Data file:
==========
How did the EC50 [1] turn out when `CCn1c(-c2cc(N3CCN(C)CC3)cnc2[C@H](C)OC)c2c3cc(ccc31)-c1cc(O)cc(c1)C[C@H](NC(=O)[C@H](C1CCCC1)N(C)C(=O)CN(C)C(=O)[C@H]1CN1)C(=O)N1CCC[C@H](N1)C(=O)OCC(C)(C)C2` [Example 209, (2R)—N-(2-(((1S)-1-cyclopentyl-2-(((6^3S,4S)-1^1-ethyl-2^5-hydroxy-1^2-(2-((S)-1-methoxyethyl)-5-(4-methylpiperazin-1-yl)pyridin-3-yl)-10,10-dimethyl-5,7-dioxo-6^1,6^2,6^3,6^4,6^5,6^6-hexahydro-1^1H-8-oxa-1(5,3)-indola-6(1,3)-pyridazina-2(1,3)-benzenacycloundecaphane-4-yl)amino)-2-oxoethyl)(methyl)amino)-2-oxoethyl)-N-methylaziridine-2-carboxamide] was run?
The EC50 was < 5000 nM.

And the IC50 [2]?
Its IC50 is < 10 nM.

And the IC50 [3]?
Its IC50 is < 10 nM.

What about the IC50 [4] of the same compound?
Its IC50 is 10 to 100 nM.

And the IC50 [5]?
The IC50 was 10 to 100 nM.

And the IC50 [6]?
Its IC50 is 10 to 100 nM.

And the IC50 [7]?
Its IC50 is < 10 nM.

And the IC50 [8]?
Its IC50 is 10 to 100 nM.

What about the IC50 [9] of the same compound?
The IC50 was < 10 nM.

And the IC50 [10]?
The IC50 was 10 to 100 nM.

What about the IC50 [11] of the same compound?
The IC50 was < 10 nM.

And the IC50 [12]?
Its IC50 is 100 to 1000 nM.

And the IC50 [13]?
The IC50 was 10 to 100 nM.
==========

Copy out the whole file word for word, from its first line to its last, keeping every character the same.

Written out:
How did the EC50 [1] turn out when `CCn1c(-c2cc(N3CCN(C)CC3)cnc2[C@H](C)OC)c2c3cc(ccc31)-c1cc(O)cc(c1)C[C@H](NC(=O)[C@H](C1CCCC1)N(C)C(=O)CN(C)C(=O)[C@H]1CN1)C(=O)N1CCC[C@H](N1)C(=O)OCC(C)(C)C2` [Example 209, (2R)—N-(2-(((1S)-1-cyclopentyl-2-(((6^3S,4S)-1^1-ethyl-2^5-hydroxy-1^2-(2-((S)-1-methoxyethyl)-5-(4-methylpiperazin-1-yl)pyridin-3-yl)-10,10-dimethyl-5,7-dioxo-6^1,6^2,6^3,6^4,6^5,6^6-hexahydro-1^1H-8-oxa-1(5,3)-indola-6(1,3)-pyridazina-2(1,3)-benzenacycloundecaphane-4-yl)amino)-2-oxoethyl)(methyl)amino)-2-oxoethyl)-N-methylaziridine-2-carboxamide] was run?
The EC50 was < 5000 nM.

And the IC50 [2]?
Its IC50 is < 10 nM.

And the IC50 [3]?
Its IC50 is < 10 nM.

What about the IC50 [4] of the same compound?
Its IC50 is 10 to 100 nM.

And the IC50 [5]?
The IC50 was 10 to 100 nM.

And the IC50 [6]?
Its IC50 is 10 to 100 nM.

And the IC50 [7]?
Its IC50 is < 10 nM.

And the IC50 [8]?
Its IC50 is 10 to 100 nM.

What about the IC50 [9] of the same compound?
The IC50 was < 10 nM.

And the IC50 [10]?
The IC50 was 10 to 100 nM.

What about the IC50 [11] of the same compound?
The IC50 was < 10 nM.

And the IC50 [12]?
Its IC50 is 100 to 1000 nM.

And the IC50 [13]?
The IC50 was 10 to 100 nM.